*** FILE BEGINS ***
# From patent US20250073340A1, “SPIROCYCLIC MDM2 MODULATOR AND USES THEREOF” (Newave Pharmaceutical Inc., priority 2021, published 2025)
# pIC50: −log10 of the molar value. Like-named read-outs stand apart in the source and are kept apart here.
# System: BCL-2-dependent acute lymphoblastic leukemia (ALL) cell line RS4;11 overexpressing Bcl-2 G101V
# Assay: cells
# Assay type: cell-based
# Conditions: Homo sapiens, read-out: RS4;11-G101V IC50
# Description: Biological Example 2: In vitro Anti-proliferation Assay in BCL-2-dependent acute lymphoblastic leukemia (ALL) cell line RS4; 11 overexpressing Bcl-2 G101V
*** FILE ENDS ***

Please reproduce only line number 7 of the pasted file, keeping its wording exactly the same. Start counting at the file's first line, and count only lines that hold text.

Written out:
# Description: Biological Example 2: In vitro Anti-proliferation Assay in BCL-2-dependent acute lymphoblastic leukemia (ALL) cell line RS4; 11 overexpressing Bcl-2 G101V